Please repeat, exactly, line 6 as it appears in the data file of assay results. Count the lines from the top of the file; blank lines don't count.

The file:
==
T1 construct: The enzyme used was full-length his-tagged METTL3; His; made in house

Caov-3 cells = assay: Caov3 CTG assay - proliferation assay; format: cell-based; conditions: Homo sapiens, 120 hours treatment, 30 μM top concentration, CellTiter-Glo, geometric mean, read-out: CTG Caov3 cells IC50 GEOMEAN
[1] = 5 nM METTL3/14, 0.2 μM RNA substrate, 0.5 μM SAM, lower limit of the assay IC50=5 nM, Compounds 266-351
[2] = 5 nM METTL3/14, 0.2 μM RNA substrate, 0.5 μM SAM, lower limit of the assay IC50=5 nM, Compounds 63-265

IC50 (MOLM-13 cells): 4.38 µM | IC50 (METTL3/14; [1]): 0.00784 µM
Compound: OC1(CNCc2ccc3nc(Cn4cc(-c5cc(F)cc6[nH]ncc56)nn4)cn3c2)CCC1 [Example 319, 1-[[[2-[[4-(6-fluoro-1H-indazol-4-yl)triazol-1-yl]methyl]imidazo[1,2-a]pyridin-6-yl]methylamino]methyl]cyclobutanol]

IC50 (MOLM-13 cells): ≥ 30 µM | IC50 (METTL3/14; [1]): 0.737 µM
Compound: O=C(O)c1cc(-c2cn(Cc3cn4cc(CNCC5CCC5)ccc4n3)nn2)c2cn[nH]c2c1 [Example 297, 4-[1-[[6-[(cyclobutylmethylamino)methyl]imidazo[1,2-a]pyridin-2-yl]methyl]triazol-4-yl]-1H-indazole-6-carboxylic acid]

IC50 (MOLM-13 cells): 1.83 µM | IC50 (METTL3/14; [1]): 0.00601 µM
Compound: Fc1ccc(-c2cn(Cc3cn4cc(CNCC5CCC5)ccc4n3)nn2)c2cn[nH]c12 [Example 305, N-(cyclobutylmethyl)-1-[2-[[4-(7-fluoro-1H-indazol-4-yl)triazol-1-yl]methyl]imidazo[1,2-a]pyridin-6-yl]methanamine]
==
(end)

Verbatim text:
Compound: OC1(CNCc2ccc3nc(Cn4cc(-c5cc(F)cc6[nH]ncc56)nn4)cn3c2)CCC1 [Example 319, 1-[[[2-[[4-(6-fluoro-1H-indazol-4-yl)triazol-1-yl]methyl]imidazo[1,2-a]pyridin-6-yl]methylamino]methyl]cyclobutanol]